First of all relax if you have already started using most or all of the above mentioned social media platforms. You have already started to deliver content. What you will need now is a way how to deliver content to all of them.

  • BufferApp: You can get this for your smart phone or simply sign up via their web site. I use this site the most for collecting and sending out contents. Once installed you can put any site, photos, etc into the buffer storage (or simply post it right away) by simply clicking on the Buffer icon of your browser or smart phone share option. Connect the networks you want to distribute the content to and set a schedule when to do that. It is really simple and saves an incredible amount of time. Cool add on benefit is that the analytics tab shows you how many folks you have reached and how many clicks were recorded. You get a buffer storage of 10 at any given time. Check it out here: http://bufferapp.com/
  • Hootsuite: Another social media service that works much like Buffer is Hootsuite. It also lets you connect multiple platforms that you now can collect and deliver content with at a schedule set by you. Benefit is that you can also view your social media timelines. Discover more here: https://hootsuite.com/
  • Mailchimp: If you want to build a more meaningful reach to “your” tribe you may want to distribute your value added content by ways of using Mailchimp.com. This mail service lets you generate and then distribute your own electronic magazine. It is a great tool to keep in touch with folks who totally dig what you provide and it is just another great way for you to build up your followership.

Now the only thing left to do is to find suitable content. Set aside 15 to 20 minutes every other day to scour your favorite social media sites for your favorite topics. That is really all you need. Posting more than twice a day defeats the purpose of you trying to deliver content that people will actually pay attention to. Have fun trying one or all services out.

Ralf

Fun and business do go together


Fun and business do go together Ralf a

Whether at the height of a recession or even regular days at the office can be a stressful drab and drain the energy right out of you. Some people keep droning on and on about goals, strategy, profits and issues and problems all day and every day – yikes! I remember eons ago someone mentioning to me that where there is laughter, there is no work taking place. Are you kidding me? It is no wonder that the majority of today’s work force is not happy with their careers.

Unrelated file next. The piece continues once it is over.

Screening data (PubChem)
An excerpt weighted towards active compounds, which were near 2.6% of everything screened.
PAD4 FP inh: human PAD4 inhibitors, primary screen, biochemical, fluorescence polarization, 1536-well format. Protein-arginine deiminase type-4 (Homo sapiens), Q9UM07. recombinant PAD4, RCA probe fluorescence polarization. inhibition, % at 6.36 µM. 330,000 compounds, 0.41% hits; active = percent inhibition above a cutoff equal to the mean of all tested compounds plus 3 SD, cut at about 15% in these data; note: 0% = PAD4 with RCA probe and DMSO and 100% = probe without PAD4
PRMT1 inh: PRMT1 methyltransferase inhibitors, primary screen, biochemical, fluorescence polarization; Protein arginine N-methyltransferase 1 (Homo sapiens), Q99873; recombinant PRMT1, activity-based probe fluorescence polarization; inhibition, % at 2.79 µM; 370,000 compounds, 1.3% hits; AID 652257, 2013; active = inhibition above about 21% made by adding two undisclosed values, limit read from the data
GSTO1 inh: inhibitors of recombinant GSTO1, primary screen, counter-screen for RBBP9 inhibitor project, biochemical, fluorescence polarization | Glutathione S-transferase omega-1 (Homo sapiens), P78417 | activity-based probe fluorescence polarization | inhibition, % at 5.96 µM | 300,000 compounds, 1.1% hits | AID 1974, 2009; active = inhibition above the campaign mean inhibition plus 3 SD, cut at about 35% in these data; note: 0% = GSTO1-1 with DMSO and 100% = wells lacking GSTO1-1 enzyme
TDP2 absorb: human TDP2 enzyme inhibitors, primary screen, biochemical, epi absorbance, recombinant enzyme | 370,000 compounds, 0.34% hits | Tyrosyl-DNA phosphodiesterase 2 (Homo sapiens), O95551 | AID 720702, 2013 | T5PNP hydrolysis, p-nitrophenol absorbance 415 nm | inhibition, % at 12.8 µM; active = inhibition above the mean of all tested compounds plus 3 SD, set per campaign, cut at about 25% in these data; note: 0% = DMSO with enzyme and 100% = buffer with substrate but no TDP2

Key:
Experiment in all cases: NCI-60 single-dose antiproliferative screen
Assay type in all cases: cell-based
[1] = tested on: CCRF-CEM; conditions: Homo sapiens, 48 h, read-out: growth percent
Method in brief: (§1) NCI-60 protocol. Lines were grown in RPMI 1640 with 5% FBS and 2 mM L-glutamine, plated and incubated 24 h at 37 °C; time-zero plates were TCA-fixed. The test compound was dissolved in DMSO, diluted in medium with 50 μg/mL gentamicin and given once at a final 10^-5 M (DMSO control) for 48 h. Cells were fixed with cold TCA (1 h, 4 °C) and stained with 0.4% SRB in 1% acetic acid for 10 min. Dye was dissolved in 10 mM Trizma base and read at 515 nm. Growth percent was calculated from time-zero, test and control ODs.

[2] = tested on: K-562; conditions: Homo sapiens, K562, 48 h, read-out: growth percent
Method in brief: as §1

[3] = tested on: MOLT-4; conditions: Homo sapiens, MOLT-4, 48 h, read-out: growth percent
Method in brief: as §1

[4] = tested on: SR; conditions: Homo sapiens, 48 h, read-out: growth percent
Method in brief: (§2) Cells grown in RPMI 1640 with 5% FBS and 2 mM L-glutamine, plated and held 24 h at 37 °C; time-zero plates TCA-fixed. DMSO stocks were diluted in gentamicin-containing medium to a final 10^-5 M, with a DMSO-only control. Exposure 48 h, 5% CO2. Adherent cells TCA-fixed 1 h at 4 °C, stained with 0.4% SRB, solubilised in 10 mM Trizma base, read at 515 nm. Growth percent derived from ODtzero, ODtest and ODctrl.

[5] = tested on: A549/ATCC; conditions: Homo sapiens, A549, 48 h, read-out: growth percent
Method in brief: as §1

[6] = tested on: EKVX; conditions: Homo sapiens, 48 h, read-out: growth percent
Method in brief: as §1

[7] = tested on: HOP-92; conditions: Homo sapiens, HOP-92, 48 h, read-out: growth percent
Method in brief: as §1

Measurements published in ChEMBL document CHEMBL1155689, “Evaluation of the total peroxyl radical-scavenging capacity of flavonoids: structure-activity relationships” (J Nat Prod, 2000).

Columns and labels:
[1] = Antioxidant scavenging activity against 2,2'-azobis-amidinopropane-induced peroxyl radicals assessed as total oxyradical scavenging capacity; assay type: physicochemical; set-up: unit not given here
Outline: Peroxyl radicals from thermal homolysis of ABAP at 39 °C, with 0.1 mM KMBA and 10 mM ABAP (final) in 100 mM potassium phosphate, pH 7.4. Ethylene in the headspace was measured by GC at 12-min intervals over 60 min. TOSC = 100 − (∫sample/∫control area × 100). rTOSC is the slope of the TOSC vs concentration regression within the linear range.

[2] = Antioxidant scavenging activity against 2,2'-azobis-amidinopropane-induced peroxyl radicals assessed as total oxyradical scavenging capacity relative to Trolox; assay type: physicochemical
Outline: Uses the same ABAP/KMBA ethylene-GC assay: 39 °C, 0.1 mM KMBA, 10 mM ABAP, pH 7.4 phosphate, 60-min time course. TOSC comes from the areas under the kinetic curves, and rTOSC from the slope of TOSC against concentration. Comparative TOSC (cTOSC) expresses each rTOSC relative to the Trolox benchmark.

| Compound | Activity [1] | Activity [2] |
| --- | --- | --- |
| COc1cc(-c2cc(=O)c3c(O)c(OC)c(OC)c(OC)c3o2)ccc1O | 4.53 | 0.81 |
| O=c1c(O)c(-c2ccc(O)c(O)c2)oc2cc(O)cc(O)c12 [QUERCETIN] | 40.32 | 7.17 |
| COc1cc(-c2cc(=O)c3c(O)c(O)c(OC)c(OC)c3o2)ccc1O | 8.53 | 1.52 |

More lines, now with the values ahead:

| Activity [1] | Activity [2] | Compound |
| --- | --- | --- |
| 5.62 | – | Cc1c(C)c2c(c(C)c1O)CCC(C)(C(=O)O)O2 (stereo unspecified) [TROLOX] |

No doubt, corporate culture has the biggest impact on happiness at work, but a close second is the fun you have while you are on the job. Laughter relieves tension and stress. If you are a leader-manager you cannot do anything better than tapping into the power of humor in the work place. If you and your fellow employees do not have leadership that is thinking about or not providing it, take matters into your own hands and initiate it. Last but not least, get out of there if is there is nothing at all to laugh about at work. Happier employees make for a better morale not to forget happier customers as well.

When you really think about, the work place comes richly prepared with some solid fodder for fun. You need not be the real version of the TV show “The Office” and look far for fun. Customers, co-workers, meetings, memos, e-mails, and so much more bring forth barrels of laughs sometimes. Then you may have some gregarious team members on board who initiate fun situations. I can only invite you thinking about becoming the one inducing a bit of tension relief – especially if you are part of leadership.

What are some ways to have fun? Below a few real life examples that I am hoping will pique your curiosity and perhaps you can kick off boosting morale yourself soon. Make sure that you are around when you initiate this, otherwise fun can turn into stress too when people no longer think what you have done is funny. The whole point is to include people and having fun together. You are to laugh with, but not at people.